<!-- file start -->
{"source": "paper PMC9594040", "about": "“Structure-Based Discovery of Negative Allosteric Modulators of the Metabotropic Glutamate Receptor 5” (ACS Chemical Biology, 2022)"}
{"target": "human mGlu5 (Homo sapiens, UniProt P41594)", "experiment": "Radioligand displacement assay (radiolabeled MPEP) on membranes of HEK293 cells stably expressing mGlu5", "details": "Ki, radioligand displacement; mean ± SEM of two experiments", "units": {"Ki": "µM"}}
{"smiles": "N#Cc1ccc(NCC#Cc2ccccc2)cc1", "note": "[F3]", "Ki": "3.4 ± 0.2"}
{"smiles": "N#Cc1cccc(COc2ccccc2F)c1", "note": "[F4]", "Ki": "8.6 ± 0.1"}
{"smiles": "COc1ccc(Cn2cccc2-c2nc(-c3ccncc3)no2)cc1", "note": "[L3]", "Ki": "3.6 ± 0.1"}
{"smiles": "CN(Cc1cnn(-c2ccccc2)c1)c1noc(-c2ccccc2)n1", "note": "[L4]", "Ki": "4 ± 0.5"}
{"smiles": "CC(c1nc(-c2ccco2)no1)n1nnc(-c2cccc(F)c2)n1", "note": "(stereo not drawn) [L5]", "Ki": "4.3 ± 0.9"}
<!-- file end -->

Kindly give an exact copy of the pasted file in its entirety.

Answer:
{"source": "paper PMC9594040", "about": "“Structure-Based Discovery of Negative Allosteric Modulators of the Metabotropic Glutamate Receptor 5” (ACS Chemical Biology, 2022)"}
{"target": "human mGlu5 (Homo sapiens, UniProt P41594)", "experiment": "Radioligand displacement assay (radiolabeled MPEP) on membranes of HEK293 cells stably expressing mGlu5", "details": "Ki, radioligand displacement; mean ± SEM of two experiments", "units": {"Ki": "µM"}}
{"smiles": "N#Cc1ccc(NCC#Cc2ccccc2)cc1", "note": "[F3]", "Ki": "3.4 ± 0.2"}
{"smiles": "N#Cc1cccc(COc2ccccc2F)c1", "note": "[F4]", "Ki": "8.6 ± 0.1"}
{"smiles": "COc1ccc(Cn2cccc2-c2nc(-c3ccncc3)no2)cc1", "note": "[L3]", "Ki": "3.6 ± 0.1"}
{"smiles": "CN(Cc1cnn(-c2ccccc2)c1)c1noc(-c2ccccc2)n1", "note": "[L4]", "Ki": "4 ± 0.5"}
{"smiles": "CC(c1nc(-c2ccco2)no1)n1nnc(-c2cccc(F)c2)n1", "note": "(stereo not drawn) [L5]", "Ki": "4.3 ± 0.9"}